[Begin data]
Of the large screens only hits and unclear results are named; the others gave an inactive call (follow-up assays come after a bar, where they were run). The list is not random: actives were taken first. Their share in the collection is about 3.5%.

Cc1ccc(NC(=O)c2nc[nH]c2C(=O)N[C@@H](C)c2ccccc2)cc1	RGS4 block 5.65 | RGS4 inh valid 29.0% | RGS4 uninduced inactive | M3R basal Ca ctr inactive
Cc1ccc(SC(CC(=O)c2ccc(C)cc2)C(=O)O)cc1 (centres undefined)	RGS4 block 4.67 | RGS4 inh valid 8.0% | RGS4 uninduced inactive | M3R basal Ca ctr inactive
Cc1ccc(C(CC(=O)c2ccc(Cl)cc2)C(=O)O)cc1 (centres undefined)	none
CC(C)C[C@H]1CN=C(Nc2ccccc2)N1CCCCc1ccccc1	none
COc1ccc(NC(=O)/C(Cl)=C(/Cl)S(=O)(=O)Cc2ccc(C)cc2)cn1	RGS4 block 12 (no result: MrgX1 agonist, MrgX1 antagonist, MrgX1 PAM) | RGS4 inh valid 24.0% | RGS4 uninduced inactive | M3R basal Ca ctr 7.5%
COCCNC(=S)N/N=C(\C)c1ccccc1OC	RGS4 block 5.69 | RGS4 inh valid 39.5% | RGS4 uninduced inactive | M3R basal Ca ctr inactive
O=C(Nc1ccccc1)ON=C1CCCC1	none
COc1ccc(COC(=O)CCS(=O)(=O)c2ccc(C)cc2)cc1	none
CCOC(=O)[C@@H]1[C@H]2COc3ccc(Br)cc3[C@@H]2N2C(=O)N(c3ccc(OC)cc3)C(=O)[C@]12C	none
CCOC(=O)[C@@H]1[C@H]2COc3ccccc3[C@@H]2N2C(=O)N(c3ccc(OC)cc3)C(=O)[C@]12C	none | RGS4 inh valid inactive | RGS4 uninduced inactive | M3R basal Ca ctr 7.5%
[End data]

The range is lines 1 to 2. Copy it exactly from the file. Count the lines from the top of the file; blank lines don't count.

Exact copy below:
Of the large screens only hits and unclear results are named; the others gave an inactive call (follow-up assays come after a bar, where they were run). The list is not random: actives were taken first. Their share in the collection is about 3.5%.

Cc1ccc(NC(=O)c2nc[nH]c2C(=O)N[C@@H](C)c2ccccc2)cc1	RGS4 block 5.65 | RGS4 inh valid 29.0% | RGS4 uninduced inactive | M3R basal Ca ctr inactive